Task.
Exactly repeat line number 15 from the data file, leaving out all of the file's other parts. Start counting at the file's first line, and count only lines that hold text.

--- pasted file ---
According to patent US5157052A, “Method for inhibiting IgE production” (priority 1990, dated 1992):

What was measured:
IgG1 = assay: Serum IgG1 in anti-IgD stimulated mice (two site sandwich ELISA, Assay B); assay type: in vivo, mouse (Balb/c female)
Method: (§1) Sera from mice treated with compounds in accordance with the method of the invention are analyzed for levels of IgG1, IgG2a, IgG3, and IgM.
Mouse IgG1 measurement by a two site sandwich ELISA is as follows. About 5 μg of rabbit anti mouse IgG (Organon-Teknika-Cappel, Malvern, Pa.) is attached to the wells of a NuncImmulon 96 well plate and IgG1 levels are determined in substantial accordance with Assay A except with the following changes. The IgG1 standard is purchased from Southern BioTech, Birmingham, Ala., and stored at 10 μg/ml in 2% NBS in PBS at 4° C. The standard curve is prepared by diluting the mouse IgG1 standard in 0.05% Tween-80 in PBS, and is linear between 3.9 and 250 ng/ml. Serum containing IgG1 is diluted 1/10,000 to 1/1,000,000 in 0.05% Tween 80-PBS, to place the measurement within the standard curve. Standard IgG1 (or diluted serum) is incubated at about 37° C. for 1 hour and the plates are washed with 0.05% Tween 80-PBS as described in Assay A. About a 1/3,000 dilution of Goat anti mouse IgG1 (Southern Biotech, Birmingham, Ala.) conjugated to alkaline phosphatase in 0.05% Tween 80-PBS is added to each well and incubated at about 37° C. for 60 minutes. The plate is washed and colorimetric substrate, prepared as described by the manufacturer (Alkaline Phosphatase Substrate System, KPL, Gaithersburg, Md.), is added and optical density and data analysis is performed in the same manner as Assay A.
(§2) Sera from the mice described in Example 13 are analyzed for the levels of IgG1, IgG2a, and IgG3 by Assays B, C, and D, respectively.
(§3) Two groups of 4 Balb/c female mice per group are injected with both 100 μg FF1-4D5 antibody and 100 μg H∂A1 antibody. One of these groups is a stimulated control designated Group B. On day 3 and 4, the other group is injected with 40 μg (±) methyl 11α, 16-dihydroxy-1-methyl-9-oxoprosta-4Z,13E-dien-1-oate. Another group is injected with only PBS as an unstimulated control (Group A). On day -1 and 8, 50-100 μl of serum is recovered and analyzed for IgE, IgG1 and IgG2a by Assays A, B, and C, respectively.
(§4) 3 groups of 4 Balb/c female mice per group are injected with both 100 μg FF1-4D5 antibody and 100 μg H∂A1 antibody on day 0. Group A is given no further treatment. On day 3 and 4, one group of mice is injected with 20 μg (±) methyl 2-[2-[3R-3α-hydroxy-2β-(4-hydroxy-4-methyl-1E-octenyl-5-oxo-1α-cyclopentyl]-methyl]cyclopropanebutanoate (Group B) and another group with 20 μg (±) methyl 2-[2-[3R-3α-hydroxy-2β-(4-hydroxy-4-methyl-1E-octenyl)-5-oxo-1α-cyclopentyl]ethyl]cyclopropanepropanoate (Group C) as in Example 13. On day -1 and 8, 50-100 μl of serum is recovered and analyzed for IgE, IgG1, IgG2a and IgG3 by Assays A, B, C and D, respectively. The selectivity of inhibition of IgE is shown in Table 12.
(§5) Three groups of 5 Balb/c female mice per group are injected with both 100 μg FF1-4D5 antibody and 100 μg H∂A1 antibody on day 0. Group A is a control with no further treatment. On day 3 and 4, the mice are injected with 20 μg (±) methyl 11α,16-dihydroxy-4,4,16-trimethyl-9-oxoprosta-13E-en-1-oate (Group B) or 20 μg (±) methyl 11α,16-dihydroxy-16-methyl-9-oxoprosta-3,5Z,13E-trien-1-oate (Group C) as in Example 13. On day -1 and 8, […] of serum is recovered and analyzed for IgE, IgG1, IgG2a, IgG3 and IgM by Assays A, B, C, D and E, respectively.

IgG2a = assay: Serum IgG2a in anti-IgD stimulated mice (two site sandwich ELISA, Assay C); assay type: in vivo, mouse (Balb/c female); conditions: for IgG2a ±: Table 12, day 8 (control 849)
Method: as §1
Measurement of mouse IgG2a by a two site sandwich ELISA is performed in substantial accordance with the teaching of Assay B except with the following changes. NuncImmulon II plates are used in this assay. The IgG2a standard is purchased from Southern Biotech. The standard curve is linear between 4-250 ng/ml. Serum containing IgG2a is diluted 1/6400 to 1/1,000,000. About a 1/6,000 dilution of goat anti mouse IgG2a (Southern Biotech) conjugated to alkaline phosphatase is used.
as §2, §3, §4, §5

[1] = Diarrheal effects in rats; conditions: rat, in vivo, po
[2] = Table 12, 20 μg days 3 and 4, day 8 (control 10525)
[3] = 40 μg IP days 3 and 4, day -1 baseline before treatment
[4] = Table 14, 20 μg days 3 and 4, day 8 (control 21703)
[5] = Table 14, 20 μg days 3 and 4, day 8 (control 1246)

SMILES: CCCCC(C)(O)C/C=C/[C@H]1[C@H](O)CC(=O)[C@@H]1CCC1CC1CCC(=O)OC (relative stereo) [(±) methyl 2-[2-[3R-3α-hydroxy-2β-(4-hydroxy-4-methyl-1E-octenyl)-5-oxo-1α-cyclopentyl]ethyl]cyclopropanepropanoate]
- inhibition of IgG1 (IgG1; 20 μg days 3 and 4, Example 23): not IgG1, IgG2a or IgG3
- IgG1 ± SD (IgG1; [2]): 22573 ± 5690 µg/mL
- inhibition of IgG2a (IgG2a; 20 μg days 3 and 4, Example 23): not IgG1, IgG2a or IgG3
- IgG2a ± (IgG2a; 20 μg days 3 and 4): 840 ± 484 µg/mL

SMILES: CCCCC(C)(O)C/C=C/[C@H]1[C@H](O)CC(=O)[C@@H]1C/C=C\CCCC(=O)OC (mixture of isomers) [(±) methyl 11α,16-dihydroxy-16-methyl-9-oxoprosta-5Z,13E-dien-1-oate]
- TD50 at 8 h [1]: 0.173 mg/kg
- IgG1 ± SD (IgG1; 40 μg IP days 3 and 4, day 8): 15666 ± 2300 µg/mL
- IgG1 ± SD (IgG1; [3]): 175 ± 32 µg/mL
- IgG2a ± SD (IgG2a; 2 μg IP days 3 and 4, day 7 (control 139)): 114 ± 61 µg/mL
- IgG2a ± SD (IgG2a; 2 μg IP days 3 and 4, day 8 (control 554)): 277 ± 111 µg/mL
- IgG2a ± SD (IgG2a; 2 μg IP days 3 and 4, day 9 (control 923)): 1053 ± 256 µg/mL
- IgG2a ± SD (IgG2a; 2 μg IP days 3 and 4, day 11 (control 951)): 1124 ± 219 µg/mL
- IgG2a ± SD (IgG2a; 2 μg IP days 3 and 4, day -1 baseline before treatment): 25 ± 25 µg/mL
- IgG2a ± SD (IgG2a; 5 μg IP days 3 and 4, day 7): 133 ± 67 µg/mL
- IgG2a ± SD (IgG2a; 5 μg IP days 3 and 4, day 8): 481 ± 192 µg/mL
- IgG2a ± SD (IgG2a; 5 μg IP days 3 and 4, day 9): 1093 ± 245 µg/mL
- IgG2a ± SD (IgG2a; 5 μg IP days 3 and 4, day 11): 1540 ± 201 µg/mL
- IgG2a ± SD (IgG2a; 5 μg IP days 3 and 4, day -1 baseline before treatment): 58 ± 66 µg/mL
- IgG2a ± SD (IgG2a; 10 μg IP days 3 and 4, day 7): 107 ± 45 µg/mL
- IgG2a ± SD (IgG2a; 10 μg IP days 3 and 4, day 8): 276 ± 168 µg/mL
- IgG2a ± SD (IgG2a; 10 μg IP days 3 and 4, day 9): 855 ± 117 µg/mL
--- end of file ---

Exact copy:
[2] = Table 12, 20 μg days 3 and 4, day 8 (control 10525)